Health and Wellness: Bone health
The peak of our bone health is around age 25-29.
The National Institute of Health explains that the body constantly absorbs and replaces bone tissue. Therefore, parents should think of their children’s bones as a bank account, where “deposits” of good food and exercise help build strong teeth and bones. A healthy skeleton is a great asset later in life. See bones.nih.gov/health-info/bone/bone-health/juvenile#3 for tips on building strong bones in your children, including while you are pregnant.
The American Academy of Orthopaedic Surgeons points out that the best time to build bone density is during years of rapid growth. We lose bone mass with age, but developing high bone mass when young better protects us against osteoporosis later in life. For information: visit orthoinfo.aaos.org/en/staying-healthy/healthy-bones-at-every-age.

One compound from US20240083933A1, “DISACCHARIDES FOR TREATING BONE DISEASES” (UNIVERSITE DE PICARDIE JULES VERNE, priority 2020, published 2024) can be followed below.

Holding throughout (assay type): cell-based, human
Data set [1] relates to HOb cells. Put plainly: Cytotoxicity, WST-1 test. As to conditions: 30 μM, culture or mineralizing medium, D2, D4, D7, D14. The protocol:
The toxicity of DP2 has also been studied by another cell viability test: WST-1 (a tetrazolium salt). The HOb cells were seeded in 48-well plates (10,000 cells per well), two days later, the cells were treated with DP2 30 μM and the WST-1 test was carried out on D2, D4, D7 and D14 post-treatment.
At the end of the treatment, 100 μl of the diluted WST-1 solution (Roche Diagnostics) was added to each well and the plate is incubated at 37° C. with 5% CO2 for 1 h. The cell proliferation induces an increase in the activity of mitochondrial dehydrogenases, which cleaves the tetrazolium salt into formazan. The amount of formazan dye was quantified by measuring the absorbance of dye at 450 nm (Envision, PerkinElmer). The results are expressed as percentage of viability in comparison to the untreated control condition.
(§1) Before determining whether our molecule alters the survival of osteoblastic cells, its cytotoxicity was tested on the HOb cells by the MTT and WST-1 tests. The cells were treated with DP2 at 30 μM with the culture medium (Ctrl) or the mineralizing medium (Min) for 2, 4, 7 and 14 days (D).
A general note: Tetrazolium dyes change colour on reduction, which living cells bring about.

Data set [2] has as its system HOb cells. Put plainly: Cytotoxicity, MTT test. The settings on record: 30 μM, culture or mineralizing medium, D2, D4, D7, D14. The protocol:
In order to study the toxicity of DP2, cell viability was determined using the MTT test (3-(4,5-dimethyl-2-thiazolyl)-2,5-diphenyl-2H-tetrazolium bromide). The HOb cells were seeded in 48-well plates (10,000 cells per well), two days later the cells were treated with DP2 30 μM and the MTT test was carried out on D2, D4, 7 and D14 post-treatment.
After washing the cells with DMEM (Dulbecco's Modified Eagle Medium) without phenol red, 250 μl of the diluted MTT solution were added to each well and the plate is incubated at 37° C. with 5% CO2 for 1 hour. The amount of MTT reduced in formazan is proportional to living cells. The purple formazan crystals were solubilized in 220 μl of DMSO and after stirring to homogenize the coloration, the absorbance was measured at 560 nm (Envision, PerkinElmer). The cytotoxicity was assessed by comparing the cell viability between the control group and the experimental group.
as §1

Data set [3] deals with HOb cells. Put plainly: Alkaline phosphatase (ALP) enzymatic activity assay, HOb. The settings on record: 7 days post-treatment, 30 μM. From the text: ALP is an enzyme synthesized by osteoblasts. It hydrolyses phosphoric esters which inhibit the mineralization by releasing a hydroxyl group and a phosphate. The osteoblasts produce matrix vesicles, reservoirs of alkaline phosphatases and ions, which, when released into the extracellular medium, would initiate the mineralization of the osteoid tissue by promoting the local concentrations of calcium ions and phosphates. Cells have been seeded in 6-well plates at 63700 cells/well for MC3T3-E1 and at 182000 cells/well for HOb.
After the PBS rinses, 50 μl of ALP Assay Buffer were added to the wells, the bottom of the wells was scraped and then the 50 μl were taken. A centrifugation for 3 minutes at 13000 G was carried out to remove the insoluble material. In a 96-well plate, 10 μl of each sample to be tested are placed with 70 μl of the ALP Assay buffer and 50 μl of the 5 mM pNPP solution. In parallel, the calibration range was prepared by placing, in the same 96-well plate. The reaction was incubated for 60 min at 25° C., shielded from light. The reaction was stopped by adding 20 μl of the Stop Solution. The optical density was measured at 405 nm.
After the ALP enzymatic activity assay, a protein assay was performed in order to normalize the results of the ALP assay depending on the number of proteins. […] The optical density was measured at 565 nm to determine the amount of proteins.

With the bone disease osteoporosis, new bone creation doesn't keep up with old bone removal. It causes bones to become weak and brittle. Some persons with osteoporosis can fracture a bone with stress as mild as bending over or coughing. Osteoporosis-related fractures most commonly occur in the hip, wrist or spine.
Prevent the deterioration of bones with a healthy diet that includes calcium and is low in alcohol. Weight-bearing exercise and activities promoting balance help bones stay strong.